Motatapu, New Zealand

Direct Results 2024 link >> Motatapu 2024 Results

A bunch of Leith runners and our pals headed over to Arrowtown for yesterday’s Motatapu trail running events. Special mention to Claudia Sole coming third female in the Miners Trail race 🥉
Among many others, Ben Pigou, Aaron Eyles, Kristy Eyles, Steph Wilson and Alice Cuthbert all showed absolute class with great results in the marathon distance. See their results below:

Leith Results

UDC Finance Miners Trail 15km

AARON EYLES (#2140), NET TIME: 01:27:43, PLACE 9 OF 520, MALE 9 OF 176, 40-49 1st OF 33

CLAUDIA SOLE (#2406), NET TIME: 01:33:04, PLACE 14 OF 520, FEMALE 3 OF 344, 19-29 3rd OF 58

Allpress Espresso Trail Marathon 42km

BEN PIGOU (#388) GUN TIME: 03:42:34, PLACE 7 OF 452, MALE 6 OF 230, 30-39 4th OF 68

KRISTY EYLES (#161), GUN TIME: 04:12:24, PLACE 21 OF 452, FEMALE 4 OF 222, 40-49 2nd OF 65

STEPHANIE WILSON (#547), GUN TIME: 04:20:37, PLACE 30 OF 452, FEMALE 6 OF 222, 19-29 2nd OF 39

ALICE CUTHBERT (#119), GUN TIME: 04:41:02, PLACE 50 OF 452, FEMALE 11 OF 222, 19-29 4th OF 39


Papatowai Challenge, Saturday 24 February 2024

Papatowai Challenge, Catlins, New Zealand

Leith’s Nic Bathgate finished second overall in 58 minutes 20 seconds, whilst Nathan Shanks finished 4th overall and 3rd in the Open Men’s grade.  A full report will be out soon! See the full Leith results further below:

Papatowai Challenge Race Report from Margie

“Richard and I have been wanting to do this race for a few years now with a lot of our running friends telling us how wonderful it is, and they were so right! It lived up to all our expectations.

A very civilised start time allows competitors to drive down on the day to Papatowai. It was cloudy and lightly spitting with rain, but very warm. Everyone was very comfortable in singlets. A “Ready,set, go” started us off along the road and over the bridge before peeling off to the right and along a bush track. Hard to pass people but a nice way to get the legs rolling along.

We popped out onto the beach and fortunately I had Aaron Eyles who has done this course countless time overtake me so I knew just to follow his line along the hard packed sand.

A long run along the beach but it gave you time to have a look around. Apparently deer come down onto the beach to eat the seaweed here!

Getting to the northern end of the beach a quick pop in through the sand dunes then onto a 4WD track that gradually climbs up through the bush. A bit slippery on the rocks and mud but very runnable in race flats.

Regretting at this stage just how fast I went out along the beach as the legs and lungs started to burn and there was a lot of climbing to go. An aid station marks where it meets a gravel farm road so you could open out a bit more here. More climbing but nothing too steep. I was very much looking forward to the downhill, particularly as Richard had just come past me and I thought I could make up some time on the descent. But Richard had his race face on and was charging after Liam so I didn’t see him again until the finish line.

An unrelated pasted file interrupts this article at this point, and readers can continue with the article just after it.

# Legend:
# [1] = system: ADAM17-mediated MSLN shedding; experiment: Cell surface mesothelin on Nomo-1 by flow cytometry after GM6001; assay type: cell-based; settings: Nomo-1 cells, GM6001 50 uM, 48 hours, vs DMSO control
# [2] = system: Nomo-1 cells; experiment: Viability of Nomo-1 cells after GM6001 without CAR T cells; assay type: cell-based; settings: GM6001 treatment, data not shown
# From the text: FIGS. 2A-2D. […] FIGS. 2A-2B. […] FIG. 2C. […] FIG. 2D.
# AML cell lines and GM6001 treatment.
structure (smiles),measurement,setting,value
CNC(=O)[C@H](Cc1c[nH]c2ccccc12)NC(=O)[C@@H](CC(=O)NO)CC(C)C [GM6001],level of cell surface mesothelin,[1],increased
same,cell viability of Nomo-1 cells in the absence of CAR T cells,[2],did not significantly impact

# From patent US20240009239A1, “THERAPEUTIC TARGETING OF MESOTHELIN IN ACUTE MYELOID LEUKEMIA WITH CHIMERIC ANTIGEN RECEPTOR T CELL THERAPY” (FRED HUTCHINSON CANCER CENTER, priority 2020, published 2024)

There was a really cool moment when we were coming up behind some walkers and what looked like a very leggy dog. On second look that wasn’t a dog, it was someone’s pet fallow deer! It had a very pretty green collar on and was trotting along in the race. Only in New Zealand! I ran past it but maybe another kilometre on I heard someone approaching really fast behind me- turned and looked and it was Bambi! It finally decided it was all a bit much and took off into the bush.

Back down on the flat it was only 2 and a bit k’s to the finish line. Definitely a cool race and one we will be back for next year.”

Mostly Leith results

Open Men

2nd Nic Bathgate 58:50 (overall place 2)

3rd Nathan Shanks 1:00:25 (overall place 4)

5th Liam Turk 1:03:43 (overall place 6th)

14th David Liddell 1:16:21 (Overall place 28)

23rd Ashim  1:41:49 (overall place 88th)


2nd Richard Campbell 1:04:14 (overall place 7th)

3rd Aaron Eyles 1:05:29 (overall place 8th)

8th Darryl Sutton 1:20:26 (overall place 37th)

9th Matt Johnson 1:20:32 (overall place 38)


1st Simon Leaning 1:07:33 (overall place 12)

2nd Phill Page 1:15:23 (overall place 24)


6th Dave McLean 1:38:18 (overall place 84)

Open Women

1st Alice Cuthbert 21 1:13:44 1 (overall place 21)

15th Imogen Holmstead-Scott 1:59:31 (overall place 131)


1st Margie Campbell 1:05:29 1 (overall place 8th)

2nd Kirsty Eyles 1:09:52 2 (overall place 15)

11th Lucy Marr 1:36:22 (overall place 80)


6th Emily Harris 1:27:05 (overall place 57)


19th Hilary Lawrence 2:22:33 (overall place 29)

94th Judith Bateup 2:54:03 (overall place 115)


Tarawera UTMB, 17/18 February 2024

Rotorua, New Zealand

Anna O’Byrne was 31st Overall and 1st in MW40-44 in the 100 Miler. In the 105km event were Michael Pullar and Signe Stanbridge. Mark O’Neill and Lee Flowers competed in the 100 Miler event

Leith Results

100 Miler

5th Anna O’BYRNE NZ 40-44W 22:14:46 Cat 1st 31st Overall

231st Mark O’ NEILLNZ 40-44M 31:58:00 Cat 30th M 173rd

243rd Lee Flowers NZ 55-59M 32:19:44 Cat 14th M 182


258TH Michael Pullar NZ 55-59M 16:08:47 CAT 12TH M 192ND

301st Signe STANBRIDGE NZ40-44W 16:46:21 Cat 12th W 80th

Mark O’Neill reflects on his first entry into the world of ultra-running